The clock has an eight-day movement with anchor escapement. The mechanism on the countwheel strikes the full hours and once on the half hours. Signed ‘Vaillant á Paris’ on the enamelled dial of the movement. The hours are indicated by Roman numerals and the minutes by Arabic numbers.
The sizable mantel clock and rouge griotte marble base stand on six ball feet. On the centre of the base a patinated clock case, the draped top is headed by an oil lamp flanked by eagle-heads. The case itself is sided by the two patinated figures of Study and Philosophy in the form of a writing man and a reading woman. This model is an interpretation of the common classical model from the 18th century: ‘L'Étude et le Philosophie, after a design by Louis Simon Boizot (1743-1809).
Both ends of the base feature emblematic, gilt bronze mounts in the form of a laurelled eagle. This symbol refers to Napoleon; the eagle heads on the oil lamp at the top are also a direct link to Napoleon's emperorship. The motif of the hourglass on the marble base is a symbol of new life and resurrection. In light of the period following the Revolution, this can be interpreted as a metaphor for the manner in which Napoleon presented himself, namely as a catalyst of progress with an emphasis on the development and stimulation of the sciences.
The central depiction of Diana and Venus on the case may also be seen in this light. It symbolizes the triumph of chastity, or reason, over the promiscuity of the past, or the Ancienne Régime.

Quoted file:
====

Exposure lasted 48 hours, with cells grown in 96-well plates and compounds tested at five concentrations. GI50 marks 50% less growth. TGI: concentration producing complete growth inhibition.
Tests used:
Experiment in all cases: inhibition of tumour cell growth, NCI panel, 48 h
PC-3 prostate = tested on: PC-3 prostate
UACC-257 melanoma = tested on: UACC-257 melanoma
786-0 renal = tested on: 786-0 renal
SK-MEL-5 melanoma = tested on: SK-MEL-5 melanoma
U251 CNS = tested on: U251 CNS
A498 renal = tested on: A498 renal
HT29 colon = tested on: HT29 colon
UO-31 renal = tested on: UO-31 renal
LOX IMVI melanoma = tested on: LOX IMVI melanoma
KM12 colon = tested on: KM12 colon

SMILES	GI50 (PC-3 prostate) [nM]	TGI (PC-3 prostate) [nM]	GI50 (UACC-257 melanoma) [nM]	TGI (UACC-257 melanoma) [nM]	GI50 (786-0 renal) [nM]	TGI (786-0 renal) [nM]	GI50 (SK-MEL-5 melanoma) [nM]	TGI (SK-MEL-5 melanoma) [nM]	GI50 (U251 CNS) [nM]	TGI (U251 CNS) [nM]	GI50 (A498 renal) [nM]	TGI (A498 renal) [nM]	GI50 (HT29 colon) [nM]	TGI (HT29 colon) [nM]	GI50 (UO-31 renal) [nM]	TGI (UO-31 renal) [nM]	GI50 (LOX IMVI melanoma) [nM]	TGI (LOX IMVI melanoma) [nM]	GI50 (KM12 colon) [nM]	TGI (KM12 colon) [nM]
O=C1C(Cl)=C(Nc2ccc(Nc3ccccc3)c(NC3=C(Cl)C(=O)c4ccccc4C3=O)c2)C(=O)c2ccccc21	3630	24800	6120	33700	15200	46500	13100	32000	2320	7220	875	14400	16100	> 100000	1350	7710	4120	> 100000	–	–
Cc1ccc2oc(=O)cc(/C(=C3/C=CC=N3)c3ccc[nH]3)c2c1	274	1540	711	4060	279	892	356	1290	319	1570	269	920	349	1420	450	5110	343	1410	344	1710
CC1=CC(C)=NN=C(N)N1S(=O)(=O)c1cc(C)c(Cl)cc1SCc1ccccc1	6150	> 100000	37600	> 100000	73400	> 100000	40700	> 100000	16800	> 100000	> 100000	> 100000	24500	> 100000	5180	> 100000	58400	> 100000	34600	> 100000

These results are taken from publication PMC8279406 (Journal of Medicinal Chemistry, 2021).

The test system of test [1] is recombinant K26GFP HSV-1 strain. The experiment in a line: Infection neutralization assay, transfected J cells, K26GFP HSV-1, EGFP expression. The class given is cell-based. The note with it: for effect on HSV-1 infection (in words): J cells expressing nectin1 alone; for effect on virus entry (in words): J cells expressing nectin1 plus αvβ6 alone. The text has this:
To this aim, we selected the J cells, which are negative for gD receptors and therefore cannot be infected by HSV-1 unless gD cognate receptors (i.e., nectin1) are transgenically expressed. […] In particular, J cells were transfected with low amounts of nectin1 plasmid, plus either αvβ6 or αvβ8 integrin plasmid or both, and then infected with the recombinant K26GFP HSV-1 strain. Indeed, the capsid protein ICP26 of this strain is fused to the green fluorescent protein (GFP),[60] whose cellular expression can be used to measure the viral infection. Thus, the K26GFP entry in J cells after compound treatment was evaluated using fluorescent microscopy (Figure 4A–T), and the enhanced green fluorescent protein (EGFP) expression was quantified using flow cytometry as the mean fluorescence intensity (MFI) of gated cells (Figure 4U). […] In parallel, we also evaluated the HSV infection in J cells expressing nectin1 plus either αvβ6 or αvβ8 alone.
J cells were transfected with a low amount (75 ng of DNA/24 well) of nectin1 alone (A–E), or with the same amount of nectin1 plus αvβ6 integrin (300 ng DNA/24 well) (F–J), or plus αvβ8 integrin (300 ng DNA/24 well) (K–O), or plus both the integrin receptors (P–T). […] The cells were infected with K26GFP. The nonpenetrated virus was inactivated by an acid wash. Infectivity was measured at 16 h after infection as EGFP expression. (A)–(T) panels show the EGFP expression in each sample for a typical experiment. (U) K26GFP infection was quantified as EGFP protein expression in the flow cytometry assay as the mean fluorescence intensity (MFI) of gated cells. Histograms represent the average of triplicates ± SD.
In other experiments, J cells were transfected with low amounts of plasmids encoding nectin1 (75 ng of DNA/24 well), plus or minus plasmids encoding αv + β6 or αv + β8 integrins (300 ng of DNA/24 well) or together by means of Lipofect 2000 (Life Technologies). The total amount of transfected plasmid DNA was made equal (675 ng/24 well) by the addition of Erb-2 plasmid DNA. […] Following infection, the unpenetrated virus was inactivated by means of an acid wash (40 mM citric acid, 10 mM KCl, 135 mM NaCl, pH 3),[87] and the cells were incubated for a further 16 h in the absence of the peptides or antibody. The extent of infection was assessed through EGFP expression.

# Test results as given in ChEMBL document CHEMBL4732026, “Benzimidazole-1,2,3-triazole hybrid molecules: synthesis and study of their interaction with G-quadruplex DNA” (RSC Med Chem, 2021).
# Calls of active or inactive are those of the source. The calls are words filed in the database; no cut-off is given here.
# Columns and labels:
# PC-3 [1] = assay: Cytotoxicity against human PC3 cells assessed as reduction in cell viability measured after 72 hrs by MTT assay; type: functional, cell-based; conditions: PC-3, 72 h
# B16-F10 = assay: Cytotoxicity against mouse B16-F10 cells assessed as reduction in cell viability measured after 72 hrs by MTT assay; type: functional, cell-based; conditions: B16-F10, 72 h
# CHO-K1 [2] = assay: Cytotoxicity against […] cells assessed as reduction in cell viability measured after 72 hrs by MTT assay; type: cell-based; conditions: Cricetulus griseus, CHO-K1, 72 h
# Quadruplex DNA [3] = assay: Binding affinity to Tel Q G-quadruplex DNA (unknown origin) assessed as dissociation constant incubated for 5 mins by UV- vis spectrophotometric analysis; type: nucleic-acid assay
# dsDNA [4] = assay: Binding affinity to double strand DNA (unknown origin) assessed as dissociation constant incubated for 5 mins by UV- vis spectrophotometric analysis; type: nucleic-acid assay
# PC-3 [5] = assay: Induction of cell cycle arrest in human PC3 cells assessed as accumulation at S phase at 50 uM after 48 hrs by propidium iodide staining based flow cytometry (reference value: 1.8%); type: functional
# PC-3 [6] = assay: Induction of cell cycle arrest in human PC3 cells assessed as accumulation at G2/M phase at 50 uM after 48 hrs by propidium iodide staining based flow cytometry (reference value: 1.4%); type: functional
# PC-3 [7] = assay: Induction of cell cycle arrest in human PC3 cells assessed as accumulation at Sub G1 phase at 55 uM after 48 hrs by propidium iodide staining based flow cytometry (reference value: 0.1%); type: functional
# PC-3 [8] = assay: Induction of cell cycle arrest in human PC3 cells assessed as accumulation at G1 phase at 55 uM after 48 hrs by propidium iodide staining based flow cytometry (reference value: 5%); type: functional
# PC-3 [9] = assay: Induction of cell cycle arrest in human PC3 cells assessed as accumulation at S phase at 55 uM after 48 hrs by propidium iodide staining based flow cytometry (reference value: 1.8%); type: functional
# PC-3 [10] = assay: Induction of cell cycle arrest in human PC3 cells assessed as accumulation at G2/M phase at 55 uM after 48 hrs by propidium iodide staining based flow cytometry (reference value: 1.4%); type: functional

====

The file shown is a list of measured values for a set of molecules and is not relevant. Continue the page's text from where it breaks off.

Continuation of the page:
Boizot was designer at the Gobelin Manufacture. At the age of sixteen, he began his studies at the Academie Royale de Peinture et de Sculpture. He won the Prix de Rome for sculpture in 1762. From 1773 to 1800, Boizot was director of the sculpture department at the Manufacture Nationale de Sèvres. It was during this time that he was requested to also make designs for clocks. The terracotta models were later produced in patinated or gilded bronze or in white marble. One of his best-known models is the 'l'étude et la philosophy’ that is featured on this clock.
The bronzes are of an exceptionally refined quality, in casting, but also especially in the chiselling. We can therefore suggest that these bronzes possibly originated from the workshops of Pierre Philippe Thomire or Claude Galle.
Antiques dealer Joseph Damiano, Nice
Private collection, Belgium
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